Clarinet Altissimo Part III: Exercises


Proper execution of register shifts throughout the range of the clarinet is very similar to the daily lip slur exercises and warm-ups used by brass students and professionals. Clarinetists must · practice their own type of warm-up exercises aimed at achieving the correct voicing. But what exactly is voicing?

Voicing is the correct physical maneuvering of the tongue, breath, embouchure, and oral cavity to produce appropriate tone and response in the various registers of the clarinet.

As mentioned previously, voicing involves many of the same elements that brass instrumentalists incorporate when playing in the upper register:

  • Appropriate embouchure

  • Tongue position: Think "AAHH" in the low register and "EEEE" in the upper register.

  • Maintain an open and relaxed throat and oral cavity and throat possible. Have students yawn to give the sensation of a relaxed throat. Work toward this feeling when playing the instrument. A good way to allow students to feel this sensation is by saying 'AAHH'. 

  • As you ascend in range there must be an increase in the airspeed while raising the tongue to the 'EEE' position. 

Time spent gaining skill, flexibility, and consistency with regard to elements of voicing will result in positive upper register performance. Furthermore, overall tone quality and intonation throughout the instrument will improve once voicing mastery has been attained.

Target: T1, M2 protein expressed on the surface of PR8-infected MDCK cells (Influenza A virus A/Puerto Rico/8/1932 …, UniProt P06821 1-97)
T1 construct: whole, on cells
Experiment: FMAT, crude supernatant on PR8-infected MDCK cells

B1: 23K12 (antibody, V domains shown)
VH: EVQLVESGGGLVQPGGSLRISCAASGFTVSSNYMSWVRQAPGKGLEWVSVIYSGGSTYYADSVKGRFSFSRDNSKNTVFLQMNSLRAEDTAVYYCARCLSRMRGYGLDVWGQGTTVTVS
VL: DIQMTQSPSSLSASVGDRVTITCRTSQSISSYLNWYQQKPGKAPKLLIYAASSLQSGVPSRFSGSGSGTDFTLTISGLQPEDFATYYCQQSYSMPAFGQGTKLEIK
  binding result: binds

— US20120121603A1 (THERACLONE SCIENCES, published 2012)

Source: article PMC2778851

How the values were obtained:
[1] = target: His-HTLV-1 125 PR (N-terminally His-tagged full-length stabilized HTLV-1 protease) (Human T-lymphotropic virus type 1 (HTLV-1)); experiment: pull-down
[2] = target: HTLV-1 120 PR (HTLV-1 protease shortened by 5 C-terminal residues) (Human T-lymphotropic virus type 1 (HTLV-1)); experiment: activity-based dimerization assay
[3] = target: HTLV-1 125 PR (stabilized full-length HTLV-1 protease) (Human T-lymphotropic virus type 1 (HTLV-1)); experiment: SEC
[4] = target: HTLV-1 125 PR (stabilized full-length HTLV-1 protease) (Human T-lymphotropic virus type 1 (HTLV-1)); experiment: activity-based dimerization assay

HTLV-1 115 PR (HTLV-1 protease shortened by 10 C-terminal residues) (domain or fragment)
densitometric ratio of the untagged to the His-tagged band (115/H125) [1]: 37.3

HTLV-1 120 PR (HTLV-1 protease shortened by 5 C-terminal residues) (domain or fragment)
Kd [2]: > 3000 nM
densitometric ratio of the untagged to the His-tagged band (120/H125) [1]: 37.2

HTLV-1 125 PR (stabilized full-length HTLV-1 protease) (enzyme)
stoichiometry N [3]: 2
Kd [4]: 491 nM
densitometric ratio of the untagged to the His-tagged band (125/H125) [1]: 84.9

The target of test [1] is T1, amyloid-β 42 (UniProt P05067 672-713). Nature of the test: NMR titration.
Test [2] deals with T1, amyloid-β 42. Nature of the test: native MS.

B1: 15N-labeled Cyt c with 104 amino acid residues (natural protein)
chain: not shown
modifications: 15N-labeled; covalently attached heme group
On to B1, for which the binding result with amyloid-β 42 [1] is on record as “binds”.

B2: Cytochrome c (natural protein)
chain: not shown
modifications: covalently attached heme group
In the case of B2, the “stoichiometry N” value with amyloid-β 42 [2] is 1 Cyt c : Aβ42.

Exercise I: Register Slurs With And Without The Register Key

The first exercise for upper register development should be the register slur. Examples of register slurs can be found in any beginning band method book. The clarinet (since it produces only odd harmonics in the overtone series) overblows the 12th when the register key is added. Other wind instruments such as the oboe, flute, and saxophone overblow the octave. Examples of register slurs are found on the exercise handout.


1. Work the register slur exercise all the way up to the high C. Listen for tone quality, smoothness of register exchange, and consistency of timbre.

2. Next, experiment with removing the register key

3. Once the register slur exercise is comfortable and consistent, students should perform the exercise again; this time, however, students should release the register key after the upper note has been reached. The goal is to maintain the upper note with the lower note fingering. Do this up to the high C.

4. There will be a slight lowering of pitch when the register key is deactivated.

If students have problems producing the upper note without the aid of the register key, check the following reminders. It is probable that one of these areas needs improvement.


Reminders for upper register production

  • Firm (not tense) embouchure

  • High voicing →  lifted tongue by using the syllable "EEE"

  • Open throat and oral cavity → create space by saying the syllable ‘AHH’

  • Fast, consistent airspeed (always)


Exercise II: Descending Passages Without The Register Key

  1. Execute a register slur from thumb F to high C. Remove the register key and maintain high C.

  2. Repeat the above sequence; once the high C is clearly produced without the aid of the register key descend by a half-step to B natural (slur). Return to the high C.